That  said, there is another perspective worth mentioning for additional context. Just as China conveniently demands that other nations observe its domestic laws when it instructs ships in its EEZ to leave, China is simply following other nations’ domestic laws when it conducts surveillance in those countries’ EEZs. Granted, although China’s laws in this regard are illiberal while most other countries’ laws are liberal, the principle being observed arguably may be the same.

Image result for china in south china sea

The Chinese aircraft carrier Liaoning steaming forward the South China Sea. —AFP

Nevertheless, as the People’s Liberation Army Navy continues to operate in distant waters and in proximity to other nations’ coastlines, Beijing may have no choice but to eventually address the inconsistency between its demands of other nations and its own actions. It can either adjust its standing approach or continue to assert its untenable authority to regulate military activities in its EEZ. The former is more likely, while the latter carries more risks (and eventually costs) in terms of the legal validity of its own maritime sovereignty claims, international credibility and world standing.

Regionally, continued ‘do as I say and not do as I do’ will exacerbate the growing concerns among its nervous neighbours about China’s ‘benevolent’ rise and will cast increasing scepticism on its sincerity and commitment to comply with the ASEAN Code of Conduct guidelines to handle maritime disputes in the South China Sea. Globally, this inconsistency will undercut Beijing’s carefully crafted and cultivated international image as a defender of global trade and will undermine its strategic goals of promoting its geopolitical influence abroad and displacing the Western-oriented world order with one without dominant US influence.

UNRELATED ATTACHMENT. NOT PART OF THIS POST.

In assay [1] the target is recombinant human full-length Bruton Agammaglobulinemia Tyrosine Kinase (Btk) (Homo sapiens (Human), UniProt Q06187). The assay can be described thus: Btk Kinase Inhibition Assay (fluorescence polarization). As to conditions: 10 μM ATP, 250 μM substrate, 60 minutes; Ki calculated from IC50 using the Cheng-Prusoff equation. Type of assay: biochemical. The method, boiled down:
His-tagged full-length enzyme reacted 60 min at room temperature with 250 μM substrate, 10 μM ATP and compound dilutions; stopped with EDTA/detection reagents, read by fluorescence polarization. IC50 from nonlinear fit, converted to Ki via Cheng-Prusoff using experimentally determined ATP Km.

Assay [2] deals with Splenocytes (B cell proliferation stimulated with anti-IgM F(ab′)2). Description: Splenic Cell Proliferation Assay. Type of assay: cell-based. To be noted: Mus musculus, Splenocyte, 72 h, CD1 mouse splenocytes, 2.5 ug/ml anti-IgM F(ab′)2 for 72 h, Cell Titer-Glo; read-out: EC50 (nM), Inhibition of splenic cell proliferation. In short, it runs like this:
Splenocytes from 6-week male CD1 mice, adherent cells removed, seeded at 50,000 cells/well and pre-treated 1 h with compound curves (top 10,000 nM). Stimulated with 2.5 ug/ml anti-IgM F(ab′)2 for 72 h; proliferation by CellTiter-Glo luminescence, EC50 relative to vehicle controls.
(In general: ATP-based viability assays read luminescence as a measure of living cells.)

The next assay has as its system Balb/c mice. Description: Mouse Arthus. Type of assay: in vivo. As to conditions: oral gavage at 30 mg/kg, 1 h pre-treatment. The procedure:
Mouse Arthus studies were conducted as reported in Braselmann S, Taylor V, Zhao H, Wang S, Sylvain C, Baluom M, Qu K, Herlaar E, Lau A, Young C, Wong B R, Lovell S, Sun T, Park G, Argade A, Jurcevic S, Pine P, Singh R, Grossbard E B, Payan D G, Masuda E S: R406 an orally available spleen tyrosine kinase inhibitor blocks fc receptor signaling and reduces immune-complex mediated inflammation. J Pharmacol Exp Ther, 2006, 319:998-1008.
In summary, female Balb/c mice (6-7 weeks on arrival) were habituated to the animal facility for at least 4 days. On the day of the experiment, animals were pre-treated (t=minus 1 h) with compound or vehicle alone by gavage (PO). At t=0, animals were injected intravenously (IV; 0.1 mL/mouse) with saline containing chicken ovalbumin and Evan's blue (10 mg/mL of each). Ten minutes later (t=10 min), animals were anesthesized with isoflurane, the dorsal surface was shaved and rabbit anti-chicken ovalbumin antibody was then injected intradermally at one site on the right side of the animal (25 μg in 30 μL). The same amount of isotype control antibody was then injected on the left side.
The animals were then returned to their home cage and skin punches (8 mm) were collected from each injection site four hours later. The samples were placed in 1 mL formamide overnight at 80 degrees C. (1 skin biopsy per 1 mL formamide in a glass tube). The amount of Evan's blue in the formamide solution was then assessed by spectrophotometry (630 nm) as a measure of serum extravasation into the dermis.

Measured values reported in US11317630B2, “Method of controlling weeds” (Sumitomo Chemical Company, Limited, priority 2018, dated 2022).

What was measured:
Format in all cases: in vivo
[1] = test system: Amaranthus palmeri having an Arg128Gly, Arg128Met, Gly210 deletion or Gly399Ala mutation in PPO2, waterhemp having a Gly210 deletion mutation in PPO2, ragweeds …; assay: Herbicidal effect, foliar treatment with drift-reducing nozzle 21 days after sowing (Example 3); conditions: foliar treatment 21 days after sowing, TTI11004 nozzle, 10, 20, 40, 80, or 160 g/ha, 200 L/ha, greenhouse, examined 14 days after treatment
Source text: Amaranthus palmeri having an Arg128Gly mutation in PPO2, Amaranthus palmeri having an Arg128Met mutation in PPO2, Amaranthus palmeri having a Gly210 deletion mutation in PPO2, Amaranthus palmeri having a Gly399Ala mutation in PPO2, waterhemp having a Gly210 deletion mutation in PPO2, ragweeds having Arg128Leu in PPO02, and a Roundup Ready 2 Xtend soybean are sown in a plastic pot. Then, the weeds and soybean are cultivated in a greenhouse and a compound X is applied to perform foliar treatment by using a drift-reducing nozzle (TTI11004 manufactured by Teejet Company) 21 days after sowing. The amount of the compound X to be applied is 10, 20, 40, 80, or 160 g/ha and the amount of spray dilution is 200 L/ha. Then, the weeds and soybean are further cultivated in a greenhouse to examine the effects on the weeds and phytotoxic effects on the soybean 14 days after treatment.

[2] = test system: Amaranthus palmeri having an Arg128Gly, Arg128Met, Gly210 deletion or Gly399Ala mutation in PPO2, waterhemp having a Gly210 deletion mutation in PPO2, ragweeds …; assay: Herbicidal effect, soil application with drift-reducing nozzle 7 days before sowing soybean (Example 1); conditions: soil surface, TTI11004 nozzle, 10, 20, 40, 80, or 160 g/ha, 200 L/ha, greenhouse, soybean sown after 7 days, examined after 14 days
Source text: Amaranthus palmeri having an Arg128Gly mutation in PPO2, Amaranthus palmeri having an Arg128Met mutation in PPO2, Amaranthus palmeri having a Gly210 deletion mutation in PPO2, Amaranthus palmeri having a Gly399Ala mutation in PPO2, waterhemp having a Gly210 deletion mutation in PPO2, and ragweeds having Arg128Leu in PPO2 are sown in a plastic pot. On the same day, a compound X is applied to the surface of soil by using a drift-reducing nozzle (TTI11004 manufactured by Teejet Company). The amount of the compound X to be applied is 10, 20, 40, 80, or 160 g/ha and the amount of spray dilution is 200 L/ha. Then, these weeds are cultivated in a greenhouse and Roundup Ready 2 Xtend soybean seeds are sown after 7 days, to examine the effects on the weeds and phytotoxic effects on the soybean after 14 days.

Beijing has begun incrementally and subtly adding nuance to its legal and diplomatic positions at various diplomatic, academic and media forums. Beijing now appears to not necessarily object to intelligence-gathering operations and military exercises in China’s EEZ per se; rather, they object to the scope, scale and frequency of these activities. They also seem to no longer view such activities as intrinsically unlawful under international law but rather as threatening to China’s peace and security as well as destabilising for the region.

Despite these efforts, at the end of the day, Beijing is conveniently disregarding UNCLOS and accepted international norms to support its own national interests and complement its strategic narratives. This is counterproductive, since Beijing needs the international community to believe that its commitments to uphold international law are sincere and credible — especially in the maritime trade realm on which its growing economy relies. Similarly, the world needs a rising China to be a responsible global leader respectful of the rule of law and compliant with global norms.

Tuan Pham is widely published in national security affairs. The views expressed are his own and do not reflect the official policy or position of the US Government.